The freely available information on the human genome together with the rapid advances in technologies puts the scientific community in a powerful position to translate this into better healthcare. This is the big challenge: it should not be under-estimated.
There are already examples of how pharmacogenetics is helping some patients. The most recent is in the field of HIV therapy. Abacavir can cause a serious side effect called hypersensitivity – this is a condition where the patient develops a rash, fever, respiratory and bowel symptoms within 6 weeks of starting the drug. If the drug is not stopped, the patient will deteriorate and may die. In 2002, a gene called HLA-B*5701 was identified as a predisposing factor in Caucasians in Australia (Mallal, S. et al 2002). This finding has been replicated in patients from North America and the UK (Hetherington, S. et al 2002), and more recently in non-Caucasian populations (Hughes AR et al 2004). Many HIV clinics are now using this genetic test before they prescribe abacavir, avoiding it in patients who are positive for this gene (by giving them an alternative agent). Data from both Australia, UK and France has shown that the use of this test has reduced the frequency of hypersensitivity. A fear of governments and healthcare systems is that the use of genetic tests will increase the costs of healthcare, which may be detrimental to other aspects of healthcare, since we do not have limitless resources to fund the NHS. However, a cost analysis of the use of HLA-B*5701 to prevent abacavir hypersensitivity has shown this to be a cost-effective use of resources (Hughes, DA et al 2004). A randomised controlled trial (PROSPECT) has demonstrated the utility of pre-prescription genotyping (Mallal, S. et al 2008). This genetic test represents a superb example of how the first finding in laboratory can be translated into a clinic in less than 5 years for the benefit of patients.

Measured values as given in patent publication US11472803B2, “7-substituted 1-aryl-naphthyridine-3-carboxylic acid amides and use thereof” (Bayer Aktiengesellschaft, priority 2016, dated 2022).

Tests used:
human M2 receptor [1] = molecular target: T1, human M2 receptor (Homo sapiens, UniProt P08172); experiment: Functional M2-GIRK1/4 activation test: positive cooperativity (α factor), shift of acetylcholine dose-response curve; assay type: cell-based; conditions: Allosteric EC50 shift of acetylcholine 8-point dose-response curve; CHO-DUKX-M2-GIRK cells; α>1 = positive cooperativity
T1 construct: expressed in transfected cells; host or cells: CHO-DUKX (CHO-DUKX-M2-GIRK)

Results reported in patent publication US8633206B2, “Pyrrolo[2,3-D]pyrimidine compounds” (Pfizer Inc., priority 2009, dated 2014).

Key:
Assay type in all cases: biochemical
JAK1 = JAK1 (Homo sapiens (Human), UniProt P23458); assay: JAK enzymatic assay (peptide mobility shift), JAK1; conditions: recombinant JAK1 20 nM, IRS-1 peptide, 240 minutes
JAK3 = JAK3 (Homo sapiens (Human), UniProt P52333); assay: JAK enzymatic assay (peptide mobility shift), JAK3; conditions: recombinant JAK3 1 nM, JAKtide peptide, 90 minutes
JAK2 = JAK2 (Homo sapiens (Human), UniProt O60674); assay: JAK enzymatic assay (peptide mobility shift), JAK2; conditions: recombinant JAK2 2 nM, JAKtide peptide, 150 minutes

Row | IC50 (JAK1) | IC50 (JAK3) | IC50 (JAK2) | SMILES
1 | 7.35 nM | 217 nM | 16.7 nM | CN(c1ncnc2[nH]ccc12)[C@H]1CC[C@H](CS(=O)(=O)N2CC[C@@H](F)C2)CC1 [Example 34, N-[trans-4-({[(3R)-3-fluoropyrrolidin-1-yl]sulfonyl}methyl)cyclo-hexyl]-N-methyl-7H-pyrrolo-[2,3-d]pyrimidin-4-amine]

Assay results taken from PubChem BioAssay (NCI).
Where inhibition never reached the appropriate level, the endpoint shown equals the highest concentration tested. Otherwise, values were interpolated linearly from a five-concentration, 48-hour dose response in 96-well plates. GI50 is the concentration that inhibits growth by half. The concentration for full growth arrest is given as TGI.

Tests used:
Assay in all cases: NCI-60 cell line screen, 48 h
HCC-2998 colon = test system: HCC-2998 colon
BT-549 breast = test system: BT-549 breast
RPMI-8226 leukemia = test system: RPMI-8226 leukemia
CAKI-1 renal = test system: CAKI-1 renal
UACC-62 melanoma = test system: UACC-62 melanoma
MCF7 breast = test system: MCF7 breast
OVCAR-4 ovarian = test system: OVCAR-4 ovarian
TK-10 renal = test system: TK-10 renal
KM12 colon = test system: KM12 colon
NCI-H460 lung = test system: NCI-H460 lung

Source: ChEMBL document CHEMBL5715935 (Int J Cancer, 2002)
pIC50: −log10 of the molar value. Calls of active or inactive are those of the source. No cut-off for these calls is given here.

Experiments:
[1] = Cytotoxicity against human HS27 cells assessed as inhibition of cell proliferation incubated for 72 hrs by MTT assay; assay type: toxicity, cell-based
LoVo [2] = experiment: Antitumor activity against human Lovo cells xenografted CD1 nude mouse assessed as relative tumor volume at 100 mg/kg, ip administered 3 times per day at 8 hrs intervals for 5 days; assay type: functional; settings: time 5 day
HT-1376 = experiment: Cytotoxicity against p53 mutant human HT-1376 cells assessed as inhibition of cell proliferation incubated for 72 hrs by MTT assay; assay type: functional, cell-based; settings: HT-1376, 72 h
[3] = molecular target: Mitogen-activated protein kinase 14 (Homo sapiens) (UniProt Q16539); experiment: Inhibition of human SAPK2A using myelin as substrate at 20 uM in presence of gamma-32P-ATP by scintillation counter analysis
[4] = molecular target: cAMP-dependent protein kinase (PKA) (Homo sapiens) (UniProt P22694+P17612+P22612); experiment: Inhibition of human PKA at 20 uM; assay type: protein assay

So how likely is it that we will be able to use genetics to personalise medicines for all patients in all disease areas? It is already apparent that not all areas of prescribing will be as clear-cut as the abacavir case illustrated above. , Most drug response determinants will be multi-genic and multi-factorial, and we will have to deal with this biocomplexity in developing the predictive algorithms of the future. This is already evident with the anticoagulant warfarin. What we now require is well designed research which will gather information on where pharmacogenetics will be important, and how we can then translate the potential benefits into tangible benefits that improve drug therapy. Indeed, some commentators have suggested that, in the future, we will all carry SMART cards, which will contain our genetic information. Using these SMART cards, a GP will able to prescribe the right drug at the right dose at the right time in order to ensure that it works effectively and does not cause serious side effects. This is achievable, but a lot of hard work and significant financial investment will be needed to realise the future.